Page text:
Philadelphia authorities recommend drinking bottled water after Delaware River spill

Philadelphia authorities recommend drinking bottled water after Delaware River spill

The Water Department of the U.S. city of Philadelphia has recommended that the vast majority of the city’s population consumption of bottled water as a result of a serious spill of more than 30,000 liters of latex into the Delaware River off Bucks County.

The leak of the polluting liquid occurred on Friday and may have already reached the Baxter water treatment plant. At the moment no traces of these chemicals have been detected in the tap water.However, the consumption of bottled water has been recommended as a precautionary measure after 14:00 hours on Sunday.

“There was a chemical spill in Bristol, Bucks County on Friday night that has resulted in contamination of the Delaware River,” the deputy director of the Delaware Office of Transportation, Infrastructure and Sustainability has explained, Michael Carrollreports the PhillyVoice portal.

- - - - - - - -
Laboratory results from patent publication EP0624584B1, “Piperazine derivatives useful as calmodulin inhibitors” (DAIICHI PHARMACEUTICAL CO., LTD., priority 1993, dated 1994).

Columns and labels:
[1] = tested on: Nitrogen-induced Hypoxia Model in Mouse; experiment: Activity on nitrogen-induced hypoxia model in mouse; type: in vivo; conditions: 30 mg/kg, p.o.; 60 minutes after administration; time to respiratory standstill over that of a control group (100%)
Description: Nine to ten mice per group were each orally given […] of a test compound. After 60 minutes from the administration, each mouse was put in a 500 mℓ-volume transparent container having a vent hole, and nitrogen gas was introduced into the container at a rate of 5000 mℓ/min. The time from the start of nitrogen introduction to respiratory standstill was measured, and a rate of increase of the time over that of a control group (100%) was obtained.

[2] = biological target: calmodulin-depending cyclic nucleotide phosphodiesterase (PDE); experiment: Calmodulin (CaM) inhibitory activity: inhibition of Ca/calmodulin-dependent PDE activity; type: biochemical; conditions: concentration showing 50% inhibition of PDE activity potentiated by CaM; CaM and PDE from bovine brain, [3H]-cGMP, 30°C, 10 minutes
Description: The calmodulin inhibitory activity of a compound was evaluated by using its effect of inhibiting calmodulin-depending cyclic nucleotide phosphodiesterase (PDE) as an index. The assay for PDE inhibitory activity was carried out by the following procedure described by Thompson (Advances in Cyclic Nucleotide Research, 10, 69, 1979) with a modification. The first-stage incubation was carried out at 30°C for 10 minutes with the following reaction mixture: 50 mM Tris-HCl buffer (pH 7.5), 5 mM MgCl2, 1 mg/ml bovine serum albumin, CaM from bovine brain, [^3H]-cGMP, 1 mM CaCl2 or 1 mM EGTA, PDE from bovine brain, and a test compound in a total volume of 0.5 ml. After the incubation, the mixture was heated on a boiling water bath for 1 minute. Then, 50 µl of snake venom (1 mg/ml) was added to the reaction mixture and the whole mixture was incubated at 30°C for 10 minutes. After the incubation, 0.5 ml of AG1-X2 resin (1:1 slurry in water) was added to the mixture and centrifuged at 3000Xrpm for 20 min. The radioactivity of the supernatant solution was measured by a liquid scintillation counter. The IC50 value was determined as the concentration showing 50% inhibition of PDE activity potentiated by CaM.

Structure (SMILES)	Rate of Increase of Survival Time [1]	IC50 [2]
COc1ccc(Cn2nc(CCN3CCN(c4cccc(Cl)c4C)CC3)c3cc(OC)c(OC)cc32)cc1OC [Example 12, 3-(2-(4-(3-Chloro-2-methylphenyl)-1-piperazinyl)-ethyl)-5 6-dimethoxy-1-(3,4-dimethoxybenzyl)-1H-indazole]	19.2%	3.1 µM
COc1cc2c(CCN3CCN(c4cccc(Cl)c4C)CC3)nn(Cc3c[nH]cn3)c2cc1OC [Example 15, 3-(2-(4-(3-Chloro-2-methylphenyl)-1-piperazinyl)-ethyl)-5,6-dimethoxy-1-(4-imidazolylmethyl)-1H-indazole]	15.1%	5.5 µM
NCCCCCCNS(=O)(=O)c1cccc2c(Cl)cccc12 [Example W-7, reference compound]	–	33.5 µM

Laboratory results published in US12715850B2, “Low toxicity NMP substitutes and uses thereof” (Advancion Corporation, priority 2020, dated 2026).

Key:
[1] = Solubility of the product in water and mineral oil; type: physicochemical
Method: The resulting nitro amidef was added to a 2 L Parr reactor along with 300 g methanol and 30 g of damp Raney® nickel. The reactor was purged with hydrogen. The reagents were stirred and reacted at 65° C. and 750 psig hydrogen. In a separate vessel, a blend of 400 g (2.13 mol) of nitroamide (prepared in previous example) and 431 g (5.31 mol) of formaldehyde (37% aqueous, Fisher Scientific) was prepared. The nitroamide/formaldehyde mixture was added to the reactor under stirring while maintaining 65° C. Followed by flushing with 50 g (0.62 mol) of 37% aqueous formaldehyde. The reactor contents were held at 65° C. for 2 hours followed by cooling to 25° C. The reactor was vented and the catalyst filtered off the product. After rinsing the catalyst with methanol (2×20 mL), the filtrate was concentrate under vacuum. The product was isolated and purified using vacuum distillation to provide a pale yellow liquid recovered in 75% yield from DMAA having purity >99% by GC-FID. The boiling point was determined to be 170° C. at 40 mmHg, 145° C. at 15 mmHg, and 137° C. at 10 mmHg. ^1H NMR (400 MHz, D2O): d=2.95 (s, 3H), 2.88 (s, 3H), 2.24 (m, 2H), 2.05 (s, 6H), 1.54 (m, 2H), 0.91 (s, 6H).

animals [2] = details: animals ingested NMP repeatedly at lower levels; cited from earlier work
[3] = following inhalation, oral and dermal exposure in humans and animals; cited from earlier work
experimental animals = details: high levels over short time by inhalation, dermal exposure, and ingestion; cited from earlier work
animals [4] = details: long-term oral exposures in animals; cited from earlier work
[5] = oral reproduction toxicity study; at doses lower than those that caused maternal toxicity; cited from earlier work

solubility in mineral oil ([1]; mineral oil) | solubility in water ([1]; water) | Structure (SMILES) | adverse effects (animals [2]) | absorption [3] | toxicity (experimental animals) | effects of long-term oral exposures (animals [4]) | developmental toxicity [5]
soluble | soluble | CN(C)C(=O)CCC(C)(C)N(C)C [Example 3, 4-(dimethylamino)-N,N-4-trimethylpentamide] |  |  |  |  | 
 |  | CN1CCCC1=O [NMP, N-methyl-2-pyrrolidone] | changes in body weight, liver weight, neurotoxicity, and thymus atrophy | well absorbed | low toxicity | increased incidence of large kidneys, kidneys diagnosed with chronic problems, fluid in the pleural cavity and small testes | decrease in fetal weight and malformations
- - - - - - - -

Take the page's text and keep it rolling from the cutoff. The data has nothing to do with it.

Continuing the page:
“The Philadelphia Water Department is aware thanks to the Delaware Valley Early Warning System and is assessing the situation understand the potential consequences to the public. We continue to monitor the situation and to carry out tests, although the first data do not reveal contamination,” he added.

The affected areas are South Philadelphia, Center, Northeast Philadelphia, North Philadelphia, River Quarter part of Germantown, Olney, East Oak Lane and West Oak Lane. People in the affected areas should avoid drinking and cooking with tap water.

“No contaminants have been found in our water system so far and we expect no riesgio until 2 p.m. today, but we can’t be 100 percent sure that there will be no trace amounts of these chemicals in the system’s water all afternoon, (so) we want the public to be informed so they will can decide whether to use bottled water to minimize risk,” Carroll explained.

In many supermarkets in the area already sold out bottled water.

Kayleigh Williams